When focusing on studies that employed device versus self-reported instruments for assessing LIPA, no consistent associations were found. LIPA measurement presents some serious challenges that may be inherent to this construct per se and limit the ability to make sound interpretations from the evidence. Most included studies assessed LIPA via accelerometry, but there is limited agreement regarding the optimal waist accelerometry cut-off points for LIPA for the different age groups [55]. An undoubtedly more challenging issue is the use of self-reported instruments (used in 5/22 included studies). Their ability to capture LIPA in a valid and accurate manner is very limited since recall challenges the ubiquitous presence and sporadic nature of lower physical activity intensities [56]. Advances in device-based measurement of LIPA would provide useful insights to better understand its relationship with mental health. For instance, it is possible that different LIPA ranges may offer graded benefits across the whole physical activity continuum.

Finally, it seems that LIPA is not associated with mental ill health indicators consistently across all age groups and across all mental ill health indices included in the current study. Given that the evidence on the relationship between mental health and LIPA is in its incipient stages, more high-quality studies are needed to determine whether LIPA is selectively associated with specific mental ill health indicators and whether the magnitude of the association is greater at some ages relative to others.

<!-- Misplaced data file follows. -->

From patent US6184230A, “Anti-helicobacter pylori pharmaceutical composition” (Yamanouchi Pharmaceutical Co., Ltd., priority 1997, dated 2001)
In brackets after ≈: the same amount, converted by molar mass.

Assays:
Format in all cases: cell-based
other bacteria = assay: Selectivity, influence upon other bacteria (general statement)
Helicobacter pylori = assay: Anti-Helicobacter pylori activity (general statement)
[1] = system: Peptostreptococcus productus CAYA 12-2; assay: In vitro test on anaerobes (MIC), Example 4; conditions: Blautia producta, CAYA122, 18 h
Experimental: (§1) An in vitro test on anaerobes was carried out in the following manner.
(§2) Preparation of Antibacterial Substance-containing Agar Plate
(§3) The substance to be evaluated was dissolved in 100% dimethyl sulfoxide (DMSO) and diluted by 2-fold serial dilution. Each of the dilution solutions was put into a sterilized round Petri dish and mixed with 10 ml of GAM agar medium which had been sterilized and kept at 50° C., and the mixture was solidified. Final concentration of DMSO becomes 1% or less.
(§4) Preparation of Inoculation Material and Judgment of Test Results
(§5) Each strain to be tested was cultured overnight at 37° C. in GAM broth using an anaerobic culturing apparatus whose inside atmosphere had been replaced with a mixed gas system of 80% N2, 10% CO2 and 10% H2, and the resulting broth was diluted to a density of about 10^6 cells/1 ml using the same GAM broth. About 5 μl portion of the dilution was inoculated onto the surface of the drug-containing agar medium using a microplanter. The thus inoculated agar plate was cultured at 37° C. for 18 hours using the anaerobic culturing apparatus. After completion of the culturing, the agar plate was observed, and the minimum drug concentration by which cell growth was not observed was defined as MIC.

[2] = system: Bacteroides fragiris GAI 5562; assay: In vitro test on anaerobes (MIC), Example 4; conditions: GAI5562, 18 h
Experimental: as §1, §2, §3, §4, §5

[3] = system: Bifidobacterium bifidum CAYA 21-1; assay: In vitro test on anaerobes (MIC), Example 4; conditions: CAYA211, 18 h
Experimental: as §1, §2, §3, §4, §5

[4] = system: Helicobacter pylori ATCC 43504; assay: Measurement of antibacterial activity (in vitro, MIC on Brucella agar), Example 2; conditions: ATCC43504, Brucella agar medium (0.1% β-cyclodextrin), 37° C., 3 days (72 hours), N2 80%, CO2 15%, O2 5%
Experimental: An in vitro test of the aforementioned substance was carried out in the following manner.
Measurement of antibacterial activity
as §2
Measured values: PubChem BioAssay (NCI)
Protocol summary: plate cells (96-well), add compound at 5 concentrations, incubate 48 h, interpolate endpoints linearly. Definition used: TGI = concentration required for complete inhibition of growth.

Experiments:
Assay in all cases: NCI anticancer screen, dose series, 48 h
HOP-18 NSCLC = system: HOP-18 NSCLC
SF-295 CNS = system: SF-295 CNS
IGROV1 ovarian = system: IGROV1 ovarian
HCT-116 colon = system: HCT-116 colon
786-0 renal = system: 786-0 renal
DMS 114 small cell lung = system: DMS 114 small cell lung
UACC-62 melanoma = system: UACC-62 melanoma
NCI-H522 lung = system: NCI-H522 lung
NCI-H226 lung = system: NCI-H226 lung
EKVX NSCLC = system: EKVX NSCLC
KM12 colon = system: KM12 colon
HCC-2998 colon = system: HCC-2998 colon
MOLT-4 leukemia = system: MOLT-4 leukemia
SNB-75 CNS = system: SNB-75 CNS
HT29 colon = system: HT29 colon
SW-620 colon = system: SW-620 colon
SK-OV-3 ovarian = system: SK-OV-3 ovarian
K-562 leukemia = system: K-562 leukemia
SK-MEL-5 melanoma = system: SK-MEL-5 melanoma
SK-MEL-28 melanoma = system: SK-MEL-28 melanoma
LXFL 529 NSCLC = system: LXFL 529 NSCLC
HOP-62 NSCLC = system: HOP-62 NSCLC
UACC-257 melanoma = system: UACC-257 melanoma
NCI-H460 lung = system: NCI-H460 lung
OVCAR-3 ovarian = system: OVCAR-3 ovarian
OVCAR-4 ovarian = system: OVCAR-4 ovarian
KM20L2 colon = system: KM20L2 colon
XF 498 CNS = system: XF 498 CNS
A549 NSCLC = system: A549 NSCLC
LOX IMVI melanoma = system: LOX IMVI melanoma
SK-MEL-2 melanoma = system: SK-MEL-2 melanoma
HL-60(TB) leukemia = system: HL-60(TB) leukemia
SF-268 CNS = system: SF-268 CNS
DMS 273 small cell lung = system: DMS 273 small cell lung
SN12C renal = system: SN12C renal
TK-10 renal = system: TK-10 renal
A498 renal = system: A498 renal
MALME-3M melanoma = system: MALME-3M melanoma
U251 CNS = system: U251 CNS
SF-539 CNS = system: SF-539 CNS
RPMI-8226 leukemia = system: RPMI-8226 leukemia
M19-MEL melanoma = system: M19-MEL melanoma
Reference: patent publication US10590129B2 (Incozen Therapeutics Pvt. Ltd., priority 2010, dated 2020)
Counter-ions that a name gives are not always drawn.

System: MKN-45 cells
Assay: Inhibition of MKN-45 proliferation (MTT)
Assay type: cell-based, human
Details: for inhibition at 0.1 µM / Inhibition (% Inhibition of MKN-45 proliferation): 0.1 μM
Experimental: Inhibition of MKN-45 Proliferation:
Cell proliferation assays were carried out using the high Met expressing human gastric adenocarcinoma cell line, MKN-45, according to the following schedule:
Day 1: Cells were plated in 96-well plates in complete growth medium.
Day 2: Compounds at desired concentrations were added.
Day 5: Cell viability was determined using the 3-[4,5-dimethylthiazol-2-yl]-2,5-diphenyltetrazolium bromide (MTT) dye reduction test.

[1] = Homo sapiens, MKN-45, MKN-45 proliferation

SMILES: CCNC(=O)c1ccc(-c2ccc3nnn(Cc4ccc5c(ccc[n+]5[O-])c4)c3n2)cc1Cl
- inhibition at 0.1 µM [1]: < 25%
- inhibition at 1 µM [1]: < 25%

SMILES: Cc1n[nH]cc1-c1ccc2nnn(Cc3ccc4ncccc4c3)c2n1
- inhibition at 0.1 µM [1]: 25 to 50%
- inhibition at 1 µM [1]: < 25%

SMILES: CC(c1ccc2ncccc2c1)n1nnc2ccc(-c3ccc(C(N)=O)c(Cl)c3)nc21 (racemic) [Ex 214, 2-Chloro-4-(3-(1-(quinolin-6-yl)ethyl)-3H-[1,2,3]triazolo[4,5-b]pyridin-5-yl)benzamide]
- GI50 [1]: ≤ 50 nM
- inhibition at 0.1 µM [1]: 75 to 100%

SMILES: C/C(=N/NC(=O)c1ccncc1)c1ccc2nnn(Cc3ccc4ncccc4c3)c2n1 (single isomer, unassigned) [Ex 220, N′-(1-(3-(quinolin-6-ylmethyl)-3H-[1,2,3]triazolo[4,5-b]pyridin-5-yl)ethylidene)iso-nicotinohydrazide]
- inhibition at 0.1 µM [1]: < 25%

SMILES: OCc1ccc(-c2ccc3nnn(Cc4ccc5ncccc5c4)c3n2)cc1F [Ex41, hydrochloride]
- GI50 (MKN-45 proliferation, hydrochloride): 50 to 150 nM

Strengths and limitations

The current study offers novel findings in proving a first synthesis of the evidence regarding the association between LIPA and mental health across the lifespan. The main limitation of this review is the small amount of evidence found and its heterogeneity. Moreover, publication bias, limiting the generalizability of our findings, may be present, but this limitation is inherent in all systematic reviews. Due to the relative novelty of this line of research, intervention studies were not included in the present review, and thus, present findings limit the ability to draw causal conclusions. Additionally, given that the largest evidence base was cross-sectional, a bi-directional association is also possible for LIPA and mental health. Finally, a limitation of the current study is that we did not include positive psychological outcomes. There is evidence indicating that MVPA is associated with positive psychological mental health outcomes [57], and the influence of LIPA on these indicators should also be examined in future research endeavors.